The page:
Lest We Forget:
   World War II













Nazi Uses of Technology in Their Rise to Power
by Stephen Payne

During their rise to power in Germany, the Nazis made extensive use of modern technology in various ways. The first, and most useful, technique that they employed was the use of the radio to reach mass audiences. Secondly, Hitler was the first major leader of any time to commute by airplane. He used this as a sort of propaganda, and also to get his message across to more people. The third and final way in which the Nazis used technology was during the famous party rallies.

Hitler was "a leader whose greatest asset was his ability as a speaker." [Hitler, 67] He was well aware of this, and also aware of the fact that "the broad masses of a population are more amenable to the appeal of rhetoric than to any other force." [Hitler, 38] Clearly, a man who realizes the power of the spoken word, and who is also a great orator, will try to reach as many people as possible with his speeches. Hitler did just that, by using the modern mass media, especially radio.

His powerful, emotional, speeches reached not only the people at the rallies, but reached the average German sitting in the beergarden as well. Normally, this would be a beneficial side effect for a leader. But because Hitler's speeches were so overwhelmingly powerful, and listeners were "caught in the spell of powerful emotions of hatred and exaltation," [Hitler, 38] the radio was a tremendous ally for the Nazis in their struggle for power. .

The second facet of modern technology employed by the Nazis was the use of the airplane. The greatest help the airplane provided was allowing Hitler to move quickly between cities, thus again allowing him to reach a greater audience, which allowed him to reel in more supporters. While the use of the airplane as a mode of transportation was useful, the propaganda use was even greater. In "Triumph of the Will", a film by Leni Riefenstalen, nearly two minutes of the opening is devoted to showing Hitler descending through the clouds in his plane.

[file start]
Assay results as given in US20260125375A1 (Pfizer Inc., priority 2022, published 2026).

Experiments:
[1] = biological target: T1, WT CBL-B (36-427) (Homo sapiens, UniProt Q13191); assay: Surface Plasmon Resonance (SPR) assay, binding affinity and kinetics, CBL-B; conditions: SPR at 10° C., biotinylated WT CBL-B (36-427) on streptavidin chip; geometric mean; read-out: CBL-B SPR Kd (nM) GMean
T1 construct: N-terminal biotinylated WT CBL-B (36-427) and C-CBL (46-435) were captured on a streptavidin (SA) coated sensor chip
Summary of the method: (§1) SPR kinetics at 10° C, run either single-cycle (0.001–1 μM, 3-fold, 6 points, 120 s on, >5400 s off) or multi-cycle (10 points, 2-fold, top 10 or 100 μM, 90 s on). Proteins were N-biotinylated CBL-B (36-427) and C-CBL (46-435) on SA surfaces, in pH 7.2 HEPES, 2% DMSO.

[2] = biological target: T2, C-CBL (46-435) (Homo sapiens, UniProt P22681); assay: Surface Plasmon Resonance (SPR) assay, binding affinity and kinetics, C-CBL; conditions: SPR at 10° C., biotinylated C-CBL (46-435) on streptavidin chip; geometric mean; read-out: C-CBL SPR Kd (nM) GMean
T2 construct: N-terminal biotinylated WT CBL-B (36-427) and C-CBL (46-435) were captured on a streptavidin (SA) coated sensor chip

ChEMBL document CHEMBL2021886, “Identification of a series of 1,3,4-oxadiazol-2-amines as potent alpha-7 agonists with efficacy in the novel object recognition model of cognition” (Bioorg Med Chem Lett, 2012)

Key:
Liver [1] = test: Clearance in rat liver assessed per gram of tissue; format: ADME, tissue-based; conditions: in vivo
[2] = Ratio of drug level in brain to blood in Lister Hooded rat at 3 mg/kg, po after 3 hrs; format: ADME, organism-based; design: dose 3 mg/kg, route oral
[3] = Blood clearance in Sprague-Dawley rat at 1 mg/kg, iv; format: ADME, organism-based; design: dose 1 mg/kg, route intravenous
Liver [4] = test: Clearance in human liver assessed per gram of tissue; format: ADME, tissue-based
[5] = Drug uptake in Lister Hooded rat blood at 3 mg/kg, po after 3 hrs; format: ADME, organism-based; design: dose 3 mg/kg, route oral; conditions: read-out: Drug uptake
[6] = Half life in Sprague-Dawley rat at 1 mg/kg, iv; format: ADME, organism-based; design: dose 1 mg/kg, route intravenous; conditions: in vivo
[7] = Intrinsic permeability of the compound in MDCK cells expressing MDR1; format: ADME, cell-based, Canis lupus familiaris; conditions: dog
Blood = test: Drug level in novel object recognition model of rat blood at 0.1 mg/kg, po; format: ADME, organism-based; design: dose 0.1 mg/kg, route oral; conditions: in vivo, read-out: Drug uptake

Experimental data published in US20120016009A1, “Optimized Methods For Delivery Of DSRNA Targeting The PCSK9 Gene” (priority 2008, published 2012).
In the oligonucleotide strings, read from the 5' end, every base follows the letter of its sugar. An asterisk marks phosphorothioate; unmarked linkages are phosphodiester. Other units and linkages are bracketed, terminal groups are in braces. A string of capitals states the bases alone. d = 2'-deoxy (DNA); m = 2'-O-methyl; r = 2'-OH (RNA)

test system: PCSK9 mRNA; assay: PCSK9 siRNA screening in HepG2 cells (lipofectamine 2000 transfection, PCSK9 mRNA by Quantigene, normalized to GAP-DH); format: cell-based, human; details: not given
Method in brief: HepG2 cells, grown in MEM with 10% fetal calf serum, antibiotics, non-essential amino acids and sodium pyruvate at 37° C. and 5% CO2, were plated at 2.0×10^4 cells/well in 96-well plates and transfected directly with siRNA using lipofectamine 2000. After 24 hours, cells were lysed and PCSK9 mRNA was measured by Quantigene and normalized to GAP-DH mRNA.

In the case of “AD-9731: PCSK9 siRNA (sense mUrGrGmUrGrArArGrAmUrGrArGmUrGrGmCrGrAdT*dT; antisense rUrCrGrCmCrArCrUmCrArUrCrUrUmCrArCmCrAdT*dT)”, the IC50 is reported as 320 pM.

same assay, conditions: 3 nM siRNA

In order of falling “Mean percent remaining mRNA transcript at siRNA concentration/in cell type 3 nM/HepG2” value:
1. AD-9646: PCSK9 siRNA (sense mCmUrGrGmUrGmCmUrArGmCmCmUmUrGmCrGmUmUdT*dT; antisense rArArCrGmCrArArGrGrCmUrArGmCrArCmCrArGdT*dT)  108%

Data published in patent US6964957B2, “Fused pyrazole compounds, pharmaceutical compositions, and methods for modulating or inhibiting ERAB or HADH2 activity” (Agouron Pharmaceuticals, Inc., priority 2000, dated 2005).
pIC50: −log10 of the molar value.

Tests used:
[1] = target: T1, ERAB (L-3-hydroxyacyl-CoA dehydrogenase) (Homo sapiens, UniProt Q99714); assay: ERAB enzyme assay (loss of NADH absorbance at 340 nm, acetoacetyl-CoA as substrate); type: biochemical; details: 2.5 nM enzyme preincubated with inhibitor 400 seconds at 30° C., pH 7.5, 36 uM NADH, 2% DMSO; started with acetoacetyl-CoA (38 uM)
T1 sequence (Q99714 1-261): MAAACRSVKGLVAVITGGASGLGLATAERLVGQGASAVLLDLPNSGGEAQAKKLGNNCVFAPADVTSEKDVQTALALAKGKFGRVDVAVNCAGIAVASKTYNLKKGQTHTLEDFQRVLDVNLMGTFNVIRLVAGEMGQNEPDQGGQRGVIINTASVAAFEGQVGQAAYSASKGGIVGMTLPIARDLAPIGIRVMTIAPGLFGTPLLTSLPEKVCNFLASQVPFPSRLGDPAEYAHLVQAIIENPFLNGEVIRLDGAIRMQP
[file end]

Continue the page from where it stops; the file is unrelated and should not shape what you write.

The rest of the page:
With such a massive amount of screen time used to show this, it is obvious that Hitler wanted the viewer to come away with some impressions of him. By descending through the clouds, with the sun burning brightly, Hitler creates a visual simile, comparing himself to an angel or some sort of heavenly being. The angel, of course, is coming down to meet his adoring followers, and to pull Germany from the ruins of post-WW I. The airplane was a great aid to Hitler, not just as a means of transportation, but as a propaganda tool as well. Since Hitler knew the power of propaganda, he used any bit of it that he could find to its fullest extent. "Propaganda did as much in its own right to lend substance to National Socialism as it did to transmit the substance of ideology and policy to potential supporters." [Rise, 60] .

The third and final way in which the Nazis employed technology was at their huge party rallies. These rallies were designed to increase the dedication of members, bring them closer together, and also to attract new members. At these rallies, Hitler made extensive use of various technological devices, such as broadcast systems and lighting effects. The microphone was a new invention, and Hitler utilized it to its fullest. Twenty years earlier, when Lenin had made speeches, only those people within hearing range could get the message that he was conveying. When Hitler spoke into the microphone, he could reach thousands, instead of hundreds, of people. Because of the microphone, Hitler's message reached more people. The second technological device the Nazis used at the rallies was the spotlight. The multi-thousand candlepower spotlights were pointed upward, giving the illusion of great columns surrounding the rally. These columns created a sense of unity, and a sense of power. While certainly not instrumental in the rise of the Nazis, it certainly contributed to their ever-increasing popularity in pre-war Germany.

By making use of radio, the airplane, and other modern technological devices, the Nazis were able to strengthen and speed their rise to power. Without technology, the Nazis would have come to power later in time, and possibly may not have ever ascended to power. By embracing relatively new devices and exploting the advantages gained through them, Hitler and the Nazis were able to sieze power and begin the Third Reich.
Works Cited

Bullock, Alan, Hitler: A Study in Tyranny, Harper Perennial, New York 1991 [Hitler]

Conan, Fischer, The Rise of the Nazis, Manchester University Press, Manchester, England 1995 [Rise]

Copyright © 1994-2005 Stephen Payne